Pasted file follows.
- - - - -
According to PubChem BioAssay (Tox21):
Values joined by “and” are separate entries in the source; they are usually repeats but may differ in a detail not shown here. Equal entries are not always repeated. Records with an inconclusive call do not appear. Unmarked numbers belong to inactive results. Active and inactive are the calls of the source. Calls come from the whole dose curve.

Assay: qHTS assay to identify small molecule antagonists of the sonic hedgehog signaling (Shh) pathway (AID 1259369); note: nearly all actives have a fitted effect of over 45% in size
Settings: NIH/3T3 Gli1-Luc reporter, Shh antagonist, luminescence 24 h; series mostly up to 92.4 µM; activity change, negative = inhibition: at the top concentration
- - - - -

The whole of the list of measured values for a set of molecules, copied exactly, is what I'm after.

According to PubChem BioAssay (Tox21):
Values joined by “and” are separate entries in the source; they are usually repeats but may differ in a detail not shown here. Equal entries are not always repeated. Records with an inconclusive call do not appear. Unmarked numbers belong to inactive results. Active and inactive are the calls of the source. Calls come from the whole dose curve.

Assay: qHTS assay to identify small molecule antagonists of the sonic hedgehog signaling (Shh) pathway (AID 1259369); note: nearly all actives have a fitted effect of over 45% in size
Settings: NIH/3T3 Gli1-Luc reporter, Shh antagonist, luminescence 24 h; series mostly up to 92.4 µM; activity change, negative = inhibition: at the top concentration